The suggestion had a couple accompanied implications. For example, the difference of 4 months (12 months to 8 months) may not make a difference to members. For them, past the best-before-date may just simply be past the best-before date, no matter how many months past.

Similarly, our data might not be an accurate representation of what the food bank receives as the food bank receives a wide variety of products each month, which is a well-known limitation to our project. For example, some of the streams that we wished to analyze did not donate any products in the month of February. This meant that their data was exempt from our project, although the data may have been valuable, and potentially may have shifted our conclusion substantially.

Now What?

A policy suggestion that moves members towards receiving products closer to their best-before-date is a success in and of itself, especially when the product loss difference is quite trivial at 3%.

This policy suggestion brought us into raising other questions, though. For example, as a group, we realized that member education of the difference between best-before-date and expiry date is crucial to their understanding of receiving products that are past their best-before-date. This project was brought to light due to members having concerns whenever products past their BBDs are distributed. But some members might be okay with the current policy the food bank posses, and could potentially think that throwing out the extra products with the new policy suggestion might be a waste of perfectly good food.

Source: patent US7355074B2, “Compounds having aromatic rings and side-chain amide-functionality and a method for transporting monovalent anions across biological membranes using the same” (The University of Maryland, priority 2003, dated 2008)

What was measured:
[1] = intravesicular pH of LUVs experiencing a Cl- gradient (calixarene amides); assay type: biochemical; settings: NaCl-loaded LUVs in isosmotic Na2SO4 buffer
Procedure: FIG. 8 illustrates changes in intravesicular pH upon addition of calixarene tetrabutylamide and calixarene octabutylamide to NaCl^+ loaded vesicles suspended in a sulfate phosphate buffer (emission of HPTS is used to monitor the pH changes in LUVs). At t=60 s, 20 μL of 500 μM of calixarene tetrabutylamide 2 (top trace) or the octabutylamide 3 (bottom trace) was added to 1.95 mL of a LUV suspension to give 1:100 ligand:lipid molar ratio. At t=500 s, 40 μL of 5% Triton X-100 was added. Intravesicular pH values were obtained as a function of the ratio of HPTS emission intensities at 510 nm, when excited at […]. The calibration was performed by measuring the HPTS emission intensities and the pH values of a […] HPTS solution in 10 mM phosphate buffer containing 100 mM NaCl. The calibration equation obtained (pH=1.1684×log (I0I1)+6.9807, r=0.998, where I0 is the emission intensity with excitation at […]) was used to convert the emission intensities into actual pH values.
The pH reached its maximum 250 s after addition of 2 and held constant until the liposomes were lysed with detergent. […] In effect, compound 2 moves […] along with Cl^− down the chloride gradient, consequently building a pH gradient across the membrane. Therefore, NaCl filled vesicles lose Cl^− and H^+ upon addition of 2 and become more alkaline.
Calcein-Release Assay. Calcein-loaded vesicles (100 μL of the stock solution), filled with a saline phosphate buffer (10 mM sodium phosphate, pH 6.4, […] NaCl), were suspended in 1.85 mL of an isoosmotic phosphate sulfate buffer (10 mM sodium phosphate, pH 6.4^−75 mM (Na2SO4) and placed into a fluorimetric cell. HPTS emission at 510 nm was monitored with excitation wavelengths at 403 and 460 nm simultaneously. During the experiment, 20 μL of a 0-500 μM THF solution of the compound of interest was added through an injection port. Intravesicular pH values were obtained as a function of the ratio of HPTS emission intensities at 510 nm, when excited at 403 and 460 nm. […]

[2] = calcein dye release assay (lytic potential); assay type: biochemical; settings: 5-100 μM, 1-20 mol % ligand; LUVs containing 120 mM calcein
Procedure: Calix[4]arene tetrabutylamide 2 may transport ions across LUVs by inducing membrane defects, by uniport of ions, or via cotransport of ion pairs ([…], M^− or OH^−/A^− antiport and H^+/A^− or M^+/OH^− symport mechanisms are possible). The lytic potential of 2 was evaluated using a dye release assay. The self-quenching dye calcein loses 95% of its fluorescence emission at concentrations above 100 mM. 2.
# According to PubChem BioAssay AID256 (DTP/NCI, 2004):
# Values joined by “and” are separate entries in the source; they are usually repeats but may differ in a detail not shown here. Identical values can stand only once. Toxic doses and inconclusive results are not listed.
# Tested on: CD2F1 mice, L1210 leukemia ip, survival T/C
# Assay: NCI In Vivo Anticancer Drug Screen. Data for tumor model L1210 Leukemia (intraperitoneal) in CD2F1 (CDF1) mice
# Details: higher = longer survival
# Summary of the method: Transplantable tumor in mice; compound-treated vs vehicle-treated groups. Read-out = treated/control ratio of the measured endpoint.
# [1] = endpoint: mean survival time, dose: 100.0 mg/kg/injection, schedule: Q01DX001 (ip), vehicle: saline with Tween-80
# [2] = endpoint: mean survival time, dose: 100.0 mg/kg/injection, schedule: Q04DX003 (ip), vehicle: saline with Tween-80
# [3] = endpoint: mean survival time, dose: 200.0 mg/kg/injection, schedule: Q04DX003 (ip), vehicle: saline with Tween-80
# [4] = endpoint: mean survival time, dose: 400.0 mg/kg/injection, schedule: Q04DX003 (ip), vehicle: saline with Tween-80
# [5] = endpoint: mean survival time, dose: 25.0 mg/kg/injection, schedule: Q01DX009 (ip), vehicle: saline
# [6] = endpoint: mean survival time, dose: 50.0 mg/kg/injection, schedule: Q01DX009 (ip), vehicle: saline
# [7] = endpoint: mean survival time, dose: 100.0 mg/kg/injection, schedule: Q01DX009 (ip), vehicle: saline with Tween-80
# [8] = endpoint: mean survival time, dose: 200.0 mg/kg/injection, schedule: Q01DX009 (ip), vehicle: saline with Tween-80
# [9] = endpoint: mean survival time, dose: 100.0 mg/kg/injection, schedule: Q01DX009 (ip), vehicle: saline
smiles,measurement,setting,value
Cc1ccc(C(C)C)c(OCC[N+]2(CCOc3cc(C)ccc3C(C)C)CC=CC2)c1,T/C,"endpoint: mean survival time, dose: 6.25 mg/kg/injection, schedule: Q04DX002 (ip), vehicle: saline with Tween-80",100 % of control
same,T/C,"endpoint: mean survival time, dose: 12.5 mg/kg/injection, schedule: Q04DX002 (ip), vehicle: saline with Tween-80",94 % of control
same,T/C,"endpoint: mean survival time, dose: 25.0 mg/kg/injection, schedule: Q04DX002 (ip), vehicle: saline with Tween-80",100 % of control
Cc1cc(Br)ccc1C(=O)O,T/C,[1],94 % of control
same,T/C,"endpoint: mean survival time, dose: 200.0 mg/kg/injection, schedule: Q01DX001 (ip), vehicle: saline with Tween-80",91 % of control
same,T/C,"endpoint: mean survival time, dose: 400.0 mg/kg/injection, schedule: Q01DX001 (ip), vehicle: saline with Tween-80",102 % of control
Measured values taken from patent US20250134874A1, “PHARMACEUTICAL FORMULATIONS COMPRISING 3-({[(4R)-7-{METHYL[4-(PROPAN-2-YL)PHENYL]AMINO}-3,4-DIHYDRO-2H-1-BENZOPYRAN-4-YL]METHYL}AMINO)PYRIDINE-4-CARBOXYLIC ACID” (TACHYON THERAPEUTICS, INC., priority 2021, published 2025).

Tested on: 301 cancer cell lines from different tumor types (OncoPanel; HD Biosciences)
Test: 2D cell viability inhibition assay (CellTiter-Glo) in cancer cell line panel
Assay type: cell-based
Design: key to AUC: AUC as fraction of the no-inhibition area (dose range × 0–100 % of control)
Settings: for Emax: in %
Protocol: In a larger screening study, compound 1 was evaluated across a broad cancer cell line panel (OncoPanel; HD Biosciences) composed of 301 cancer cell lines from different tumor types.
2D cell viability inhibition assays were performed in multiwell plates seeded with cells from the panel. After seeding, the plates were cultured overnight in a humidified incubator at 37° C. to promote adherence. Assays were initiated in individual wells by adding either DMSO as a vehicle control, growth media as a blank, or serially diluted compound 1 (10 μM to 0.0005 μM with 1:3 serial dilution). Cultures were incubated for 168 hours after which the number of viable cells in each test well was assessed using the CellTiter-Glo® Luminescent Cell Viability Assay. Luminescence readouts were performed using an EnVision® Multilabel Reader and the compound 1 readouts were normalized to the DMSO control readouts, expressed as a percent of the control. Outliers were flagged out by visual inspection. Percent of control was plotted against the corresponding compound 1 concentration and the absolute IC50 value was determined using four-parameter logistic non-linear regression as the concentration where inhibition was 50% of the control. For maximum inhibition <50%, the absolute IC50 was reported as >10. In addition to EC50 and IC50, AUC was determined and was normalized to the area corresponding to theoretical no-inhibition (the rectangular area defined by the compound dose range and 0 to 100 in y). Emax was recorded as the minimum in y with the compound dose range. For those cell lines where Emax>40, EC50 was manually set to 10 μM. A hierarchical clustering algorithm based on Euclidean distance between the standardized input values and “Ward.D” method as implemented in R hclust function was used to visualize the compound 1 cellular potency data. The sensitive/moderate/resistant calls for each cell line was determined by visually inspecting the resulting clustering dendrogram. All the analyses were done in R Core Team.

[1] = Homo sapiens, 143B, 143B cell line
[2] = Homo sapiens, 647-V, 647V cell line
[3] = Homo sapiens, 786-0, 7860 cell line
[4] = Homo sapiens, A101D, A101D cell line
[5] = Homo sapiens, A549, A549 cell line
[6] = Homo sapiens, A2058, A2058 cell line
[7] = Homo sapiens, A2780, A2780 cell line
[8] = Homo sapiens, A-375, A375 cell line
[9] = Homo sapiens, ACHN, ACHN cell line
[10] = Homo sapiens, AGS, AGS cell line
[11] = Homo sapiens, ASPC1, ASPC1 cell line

Some other consequences would be having to deal with the increased disposal of canned foods if the food bank does adopt the policy suggestion. Resources such as manual labour and financial aspects goes into the disposal of canned goods  as a separate company has to dispose the unusable food.


Project Proposal and Progress

We have all thoroughly enjoyed the course of our project with the Greater Vancouver Food Bank. It was great to meet and work with the team at the food bank, as well as share ideas and methods for how we could build on the best-before-date policy development. The food bank affects many people, and we have been grateful to take part in such an important venture for the organization.